Category Archives: humor

Slightly famous, via Digital Photo Pro magazine

If your October 2014 issue of Digital Photo Pro hasn’t arrived yet, you might want to pick one up at a newsstand before they all sell out. With this on the cover, it’s likely to become a collector’s edition: look closely Editor Christopher Robinson and writer Mark Edward Harris (also a talented photographer) did a terrific job on the article. I couldn’t be more thrilled. It’s an eight-page profile with nine images, and they used their editing witchcraft to make me sound intelligent and substantive. Mark and I spoke so many months ago, he could have written anything, and I would just figure, yeah, I probably said that. You can see the entire piece online here. Their terrific layouts are below and beautifully printed at your local defunct newsstand. Article / profile on me, Digital Photo Pro magazine, Oct. 2014 issue.Article / profile on me, Digital Photo Pro magazine, Oct. 2014 issue.Article / profile on me, Digital Photo Pro magazine, Oct. 2014 issue.Article / profile on me, Digital Photo Pro magazine, Oct. 2014 issue.Article / profile on me, Digital Photo Pro magazine, Oct. 2014 issue.Article / profile on me, Digital Photo Pro magazine, Oct. 2014 issue.Article / profile on me, Digital Photo Pro magazine, Oct. 2014 issue.

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Triathletes, almost

I’m immensely proud to present my latest testing / portfolio shoot. It just came out in the semiannual printed Workbook. It’s the kind of conceptual shoot I get deep into — like staging a one-act play. You’ll find more (the great Milo Cawthorne with a dead fish in his mouth) on the website.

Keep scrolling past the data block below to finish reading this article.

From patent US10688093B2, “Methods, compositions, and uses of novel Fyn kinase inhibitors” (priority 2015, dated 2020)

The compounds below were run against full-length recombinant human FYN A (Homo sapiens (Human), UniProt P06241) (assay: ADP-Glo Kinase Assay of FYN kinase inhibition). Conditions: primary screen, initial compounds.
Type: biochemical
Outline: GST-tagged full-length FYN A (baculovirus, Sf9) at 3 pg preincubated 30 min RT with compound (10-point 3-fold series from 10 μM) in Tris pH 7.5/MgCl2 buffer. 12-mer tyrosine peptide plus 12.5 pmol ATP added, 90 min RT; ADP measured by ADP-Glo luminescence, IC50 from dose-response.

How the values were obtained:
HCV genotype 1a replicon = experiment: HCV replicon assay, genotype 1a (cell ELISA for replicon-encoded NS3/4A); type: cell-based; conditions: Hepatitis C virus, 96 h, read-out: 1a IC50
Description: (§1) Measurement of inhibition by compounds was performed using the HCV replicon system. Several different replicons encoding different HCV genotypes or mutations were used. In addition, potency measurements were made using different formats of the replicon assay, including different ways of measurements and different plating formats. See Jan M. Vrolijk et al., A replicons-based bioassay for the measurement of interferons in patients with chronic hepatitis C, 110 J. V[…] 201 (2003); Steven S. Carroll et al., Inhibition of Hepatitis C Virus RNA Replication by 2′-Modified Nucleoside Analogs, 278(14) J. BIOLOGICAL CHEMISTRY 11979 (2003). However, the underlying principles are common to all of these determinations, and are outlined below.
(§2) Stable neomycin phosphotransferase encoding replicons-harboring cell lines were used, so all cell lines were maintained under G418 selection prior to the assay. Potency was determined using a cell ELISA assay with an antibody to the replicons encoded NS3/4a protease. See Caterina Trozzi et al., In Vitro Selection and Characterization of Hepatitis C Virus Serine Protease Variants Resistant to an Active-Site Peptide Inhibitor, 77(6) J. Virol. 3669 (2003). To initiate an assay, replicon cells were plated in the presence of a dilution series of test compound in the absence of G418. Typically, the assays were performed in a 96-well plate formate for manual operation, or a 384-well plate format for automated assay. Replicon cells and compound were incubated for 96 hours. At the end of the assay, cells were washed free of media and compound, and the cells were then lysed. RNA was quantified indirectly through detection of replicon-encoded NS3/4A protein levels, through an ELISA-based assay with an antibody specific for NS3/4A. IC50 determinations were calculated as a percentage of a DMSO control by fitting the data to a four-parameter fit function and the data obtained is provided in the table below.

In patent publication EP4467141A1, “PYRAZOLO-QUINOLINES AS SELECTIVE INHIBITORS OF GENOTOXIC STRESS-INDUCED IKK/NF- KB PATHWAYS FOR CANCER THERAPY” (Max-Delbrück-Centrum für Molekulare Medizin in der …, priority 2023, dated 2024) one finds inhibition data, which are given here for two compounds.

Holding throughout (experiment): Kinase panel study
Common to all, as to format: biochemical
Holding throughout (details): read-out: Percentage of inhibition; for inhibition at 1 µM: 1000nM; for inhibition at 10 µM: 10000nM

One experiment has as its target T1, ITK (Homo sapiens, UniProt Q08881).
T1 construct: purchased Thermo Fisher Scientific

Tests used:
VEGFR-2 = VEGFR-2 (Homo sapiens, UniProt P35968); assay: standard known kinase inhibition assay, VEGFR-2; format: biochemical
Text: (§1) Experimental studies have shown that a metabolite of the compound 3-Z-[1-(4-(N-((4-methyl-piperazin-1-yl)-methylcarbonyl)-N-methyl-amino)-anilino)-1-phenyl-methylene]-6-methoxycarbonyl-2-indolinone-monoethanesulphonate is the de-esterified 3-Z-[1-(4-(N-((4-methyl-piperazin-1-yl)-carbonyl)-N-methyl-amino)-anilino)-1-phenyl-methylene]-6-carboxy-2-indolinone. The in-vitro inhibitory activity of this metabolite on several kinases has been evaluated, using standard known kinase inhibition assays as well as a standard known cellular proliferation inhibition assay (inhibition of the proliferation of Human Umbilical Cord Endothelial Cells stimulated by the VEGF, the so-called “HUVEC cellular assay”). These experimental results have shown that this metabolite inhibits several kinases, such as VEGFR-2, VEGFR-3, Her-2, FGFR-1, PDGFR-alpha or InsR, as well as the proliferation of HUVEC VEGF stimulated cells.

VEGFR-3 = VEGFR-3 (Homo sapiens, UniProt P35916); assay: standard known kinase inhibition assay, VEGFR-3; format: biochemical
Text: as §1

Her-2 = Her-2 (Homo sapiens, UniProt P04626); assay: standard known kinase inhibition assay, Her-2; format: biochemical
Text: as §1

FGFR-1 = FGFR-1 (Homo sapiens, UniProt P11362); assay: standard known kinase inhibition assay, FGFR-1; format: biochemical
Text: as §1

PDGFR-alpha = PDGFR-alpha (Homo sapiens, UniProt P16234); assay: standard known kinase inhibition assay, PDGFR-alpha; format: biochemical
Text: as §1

Shooting at the beach! What fun, right?

Right. But also sort of hell. Sand gets in everything, no matter how many blankets you lay down and how many lights you clamp up high. Without warning the tide surges up and soaks your stuff. The bathrooms are a hike. Seagulls attack your food. There’s nowhere to plug in. Wind topples anything not weighed down with 50 pounds of sandbags. Whether the tide is rising or falling, you’re constantly moving your actors and carefully placed lights with it. When it’s all over, your lenses and cameras are coated with a fine layer of gear-killing salt. Now go home and try to work the sand out of your 15 rented C-stands.

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For those of you who are wondering: these images were all done in-camera. No compositing or mixing and matching in post. Great talent, careful coordination and lots of lighting.

Many thanks to the phenomenally talented actors (from right to left in that last shot): Ari Boyland, Milo Cawthorne, Olivia Tennet, Mike Ginn, David Delatour and Fleur Saville. Plus Paul Bennett, who nailed the octopus-head role. And makeup/hair stylist Stephanie Lawrence and always-on-the-ball assistant PJ McMullan.

 
 
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